In racing there’s a combination of raw competition and unfettered velocity that aligns perfectly with the emotional components of gaming. What is racing but an extended victory point track which competitors plummet along in peril of collision? It’s the most visceral counting of points we can fathom.
Yet this formula rarely transcends average.
There’s a baseline level of success something like Thunder Alley, Formula De, and Daytona 500 reach. I’m fond of all of those games for different reasons, but none of them really carve out a cavity in my heart. The only racing design that’s managed to achieve a status of special is Flamme Rouge, which is a difficult game to discuss when comparing to these other motorsport titles.
But here I am, performing my best impression of Yoda, to tell you that “there is another.”
Rallyman GT is a re-imagining of the classic Rallyman. While that previous design focused on rallycross time trials, the GT take is a closed circuit multiplayer affair. It’s pure speed, wheel to wheel, thundering around corners and looking for the smallest opening to explode past your competition.
The magic here is the dice system. It’s best to think of it as one step beyond Formula De, as it sacrifices an ounce of simplicity for a gallon of depth. This is still direct and intuitive enough to play with a family, but it offers an opportunity to harness strategy which overtakes the element of luck.
So let’s try to explain this without leaving you utterly confused. That’s a challenge when painting a picture with words, as the system is quirky and unique.
First of all there’s a die for each of the six gears your car can shift through. Each die shows the gear number on four faces and hazard symbols on the remaining two. To move a space along the track, you take one of these dice and roll them. The die you choose must be the gear you are currently in, or one gear higher or lower.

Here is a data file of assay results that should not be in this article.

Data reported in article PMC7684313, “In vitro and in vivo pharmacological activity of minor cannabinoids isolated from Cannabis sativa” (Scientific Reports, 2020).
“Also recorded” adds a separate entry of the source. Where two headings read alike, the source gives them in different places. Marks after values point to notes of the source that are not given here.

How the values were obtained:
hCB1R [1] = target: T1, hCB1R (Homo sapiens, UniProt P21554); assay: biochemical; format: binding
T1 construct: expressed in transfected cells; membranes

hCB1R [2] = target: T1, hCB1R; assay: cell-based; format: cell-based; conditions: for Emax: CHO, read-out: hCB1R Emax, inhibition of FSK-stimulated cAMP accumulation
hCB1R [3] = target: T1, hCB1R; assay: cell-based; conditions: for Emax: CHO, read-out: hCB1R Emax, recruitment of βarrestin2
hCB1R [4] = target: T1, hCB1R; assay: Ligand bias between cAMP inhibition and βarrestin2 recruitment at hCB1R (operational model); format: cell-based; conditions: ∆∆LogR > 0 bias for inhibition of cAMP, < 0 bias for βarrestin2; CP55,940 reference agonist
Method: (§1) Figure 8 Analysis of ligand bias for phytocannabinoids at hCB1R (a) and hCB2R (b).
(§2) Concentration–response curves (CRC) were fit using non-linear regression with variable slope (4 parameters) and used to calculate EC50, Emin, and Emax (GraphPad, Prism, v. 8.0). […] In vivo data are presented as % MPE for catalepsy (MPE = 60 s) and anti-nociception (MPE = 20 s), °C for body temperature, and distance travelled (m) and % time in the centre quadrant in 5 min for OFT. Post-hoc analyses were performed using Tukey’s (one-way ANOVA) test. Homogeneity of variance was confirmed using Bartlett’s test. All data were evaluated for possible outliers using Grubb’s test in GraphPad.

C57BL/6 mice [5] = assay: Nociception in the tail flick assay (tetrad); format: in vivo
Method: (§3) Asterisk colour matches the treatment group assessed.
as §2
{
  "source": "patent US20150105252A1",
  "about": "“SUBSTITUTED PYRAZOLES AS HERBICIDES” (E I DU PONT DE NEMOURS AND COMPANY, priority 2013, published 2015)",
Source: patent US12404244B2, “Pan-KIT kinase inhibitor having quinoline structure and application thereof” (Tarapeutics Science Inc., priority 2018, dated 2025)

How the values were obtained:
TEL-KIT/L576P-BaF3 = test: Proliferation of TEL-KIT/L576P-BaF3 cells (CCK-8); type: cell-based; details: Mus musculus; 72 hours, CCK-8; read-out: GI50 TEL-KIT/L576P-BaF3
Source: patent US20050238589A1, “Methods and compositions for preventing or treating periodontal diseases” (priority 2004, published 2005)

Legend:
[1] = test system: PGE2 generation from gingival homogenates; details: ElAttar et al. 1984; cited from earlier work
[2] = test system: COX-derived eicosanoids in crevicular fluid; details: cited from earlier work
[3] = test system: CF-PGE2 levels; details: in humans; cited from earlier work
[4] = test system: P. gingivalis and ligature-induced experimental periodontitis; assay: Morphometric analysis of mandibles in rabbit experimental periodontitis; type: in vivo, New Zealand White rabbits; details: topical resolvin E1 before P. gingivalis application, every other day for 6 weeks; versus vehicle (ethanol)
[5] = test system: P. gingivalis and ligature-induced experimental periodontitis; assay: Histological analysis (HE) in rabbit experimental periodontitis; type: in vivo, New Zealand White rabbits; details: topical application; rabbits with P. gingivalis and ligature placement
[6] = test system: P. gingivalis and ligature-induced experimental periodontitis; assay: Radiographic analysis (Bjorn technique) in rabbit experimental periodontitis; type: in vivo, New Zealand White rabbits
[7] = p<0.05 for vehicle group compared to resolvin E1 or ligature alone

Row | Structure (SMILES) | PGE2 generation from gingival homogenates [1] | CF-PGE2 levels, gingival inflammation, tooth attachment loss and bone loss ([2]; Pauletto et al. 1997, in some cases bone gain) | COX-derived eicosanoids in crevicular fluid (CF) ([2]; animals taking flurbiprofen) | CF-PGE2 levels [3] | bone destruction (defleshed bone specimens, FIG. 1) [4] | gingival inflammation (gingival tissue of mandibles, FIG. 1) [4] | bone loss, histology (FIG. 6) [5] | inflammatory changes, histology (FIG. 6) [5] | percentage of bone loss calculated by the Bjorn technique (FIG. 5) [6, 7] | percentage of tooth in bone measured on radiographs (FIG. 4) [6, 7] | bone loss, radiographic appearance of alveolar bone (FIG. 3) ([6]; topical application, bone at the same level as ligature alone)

So if you begin your turn in fourth gear you may progress one space using the ‘3’, ‘4’, or ‘5’ die. Then you can keep moving, using an additional die in each space. So you start in 4th, move one space by shifting down to 3rd, then move another space by dropping even lower to 2nd. You could go down to one and slide yet another space if you want to drive like a grandma.
The catch is that you can only use each die once. So you can’t use the ‘4’ die to move forward, then the ‘3’ die, then back to the ‘4’ since you already used it earlier this turn.
I feel ya, realistically this makes no sense. But it’s a restriction that bolts the simple “one space, one die” concept to a strategic engine that forces worthwhile contemplation.
Yet more nuance: you can downshift more than one die by including red brake dice. So if you start in 4th you can move forward one space by using the ‘2’ die and a red brake die. There is inherent risk here that escalates the harder you brake and the farther you move in a turn.
This manifests through the rolling of the dice. You can choose to be careful and move one space at a time, rolling each die as you propel forward and stopping just before you lose control. A spinout – and possible damage – is triggered if you roll three caution symbols during a single turn.
I can see that Ricky Bobby glint in your eye and the touch of crazy; you want to push it and take on more risk for a little more benefit, yeah?
Instead of rolling a single die at a time you can pre-plan your entire turn and roll a fistful of those six-sided suckers. As long as you don’t roll three or more total hazards you’re swell, shake and bake my friend. But if you do, then you suffer a loss of control and will miss a turn or two righting your vehicle. This is terrible and can actually cause a nearly instant loss in a very short race.
The benefit to this more risky maneuver – called a “Flat Out” – is that you earn focus tokens for taking this risk. These chits are spent later to lock in dice and auto succeed when rolling individually. This does form a weird curve to play where you perform more risky maneuvers early on and then make lengthier plays with reduced risk, by spending tokens, late in the race. Unfortunately this does present as a bit backwards and it’s one of the largest structural flaws in the game as it can tamper unceremoniously with the ideal arc.